FUNCTIONAL DIVERSITY OF FUNGI ASSOCIATED WITH DURUM WHEAT ROOTS IN DIFFERENT CROPPING SYSTEMS
Differences in pea (Pisum sativum L.) and chickpea (Cicer arietinum L.) microbial compatibility and/ or their associated farming practices may influence root fungi of the following crop and affect the yield. The main objective of this research was to explain the difference in durum wheat (Triticum turgidum L.) yield the year after pea and chickpea crops through changes in the functional diversity of wheat root fungi. The effect of fungicides used on chickpea on the root fungi of a following durum wheat crop was studied using plate culture and pyrosequencing. Pyrosequencing detected more Fusarium spp. in the roots of durum wheat after fungicide-treated chickpea than in non-fungicide treated chickpea. Plate culture revealed that the functional groups of fungi responded differently to fungicide use in the field but the effect on total community was non-significant. Highly virulent pathogens were not affected, but antagonists were suppressed. More fungal antagonists were detected after the chickpea CDC Luna than CDC Vanguard. Fungal species responded differently to the use of fungicides in vitro, but the aggregate inhibition effect on antagonists and highly virulent pathogens was similar. The effect of chickpea vs. pea previous crop and different chickpea termination times on root fungi of a following durum wheat crop was studied. The abundance of Fusarium spp. increased after cultivation of both cultivars of chickpea as compared to pea according to pyrosequencing and was negatively correlated with durum yield. Plate culture analysis revealed that fungal antagonists were more prevalent after pea than both cultivars of chickpea and chickpea CDC Vanguard increased the abundance of highly virulent pathogens. The abundance of highly virulent pathogens in durum wheat roots was negatively correlated to durum yield. Early termination of chickpea did not change the community of culturable fungi in the roots of a following durum crop. It is noteworthy that Fusarium redolens was identified for the first time in Saskatchewan and its pathogenicity was confirmed on durum wheat, pea and chickpea. The classical method of root disease diagnostics in cereals is based on the examination of the subcrown internode. I evaluated the method by comparing the fungal communities associated with different subterranean organs of durum wheat. The fungal community of the subcrown internode was different from that of roots and crown, suggesting cautious use of this method.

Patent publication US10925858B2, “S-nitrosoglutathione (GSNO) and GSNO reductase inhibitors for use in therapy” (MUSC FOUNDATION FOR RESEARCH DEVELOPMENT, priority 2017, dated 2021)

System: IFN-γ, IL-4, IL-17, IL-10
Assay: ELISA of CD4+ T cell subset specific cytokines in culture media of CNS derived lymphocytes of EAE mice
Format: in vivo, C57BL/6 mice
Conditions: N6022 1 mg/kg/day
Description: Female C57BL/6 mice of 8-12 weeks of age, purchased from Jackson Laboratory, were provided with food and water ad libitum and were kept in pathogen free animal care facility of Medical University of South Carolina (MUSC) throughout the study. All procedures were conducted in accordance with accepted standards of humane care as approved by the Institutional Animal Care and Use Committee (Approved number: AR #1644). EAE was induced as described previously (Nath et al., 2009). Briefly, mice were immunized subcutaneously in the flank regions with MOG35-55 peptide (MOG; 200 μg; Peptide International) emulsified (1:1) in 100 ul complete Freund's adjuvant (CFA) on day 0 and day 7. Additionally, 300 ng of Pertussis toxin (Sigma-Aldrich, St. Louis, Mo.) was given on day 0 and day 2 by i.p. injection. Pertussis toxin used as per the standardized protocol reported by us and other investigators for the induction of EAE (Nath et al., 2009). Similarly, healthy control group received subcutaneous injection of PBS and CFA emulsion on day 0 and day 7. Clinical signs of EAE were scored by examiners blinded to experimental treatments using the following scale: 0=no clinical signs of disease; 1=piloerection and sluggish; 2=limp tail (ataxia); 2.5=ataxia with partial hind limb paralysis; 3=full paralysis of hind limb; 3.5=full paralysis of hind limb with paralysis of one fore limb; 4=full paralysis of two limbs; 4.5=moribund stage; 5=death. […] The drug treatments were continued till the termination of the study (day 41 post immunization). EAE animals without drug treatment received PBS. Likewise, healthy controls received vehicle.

Fungal Functional Diversity, Fungal Ecology, Fungal Metagenomic, Fungal Endophytes, Fungal Pathogens, Soil-Borne Diseases, Pulse Rotation, Foliar Fungicide Application, Pea (Pisum sativum L.), Chickpea (Cicer arietinum L.), Durum Wheat (Triticum turgidum L.), Pyrosequencing, Plate Culture, Biocontrol, Common Root Rot, Crown Rot, Fusarium redolens, Fusarium spp., Cochliobolus sativus, Subcrown Internode.
Doctor of Philosophy (Ph.D.)
Food and Bioproduct Sciences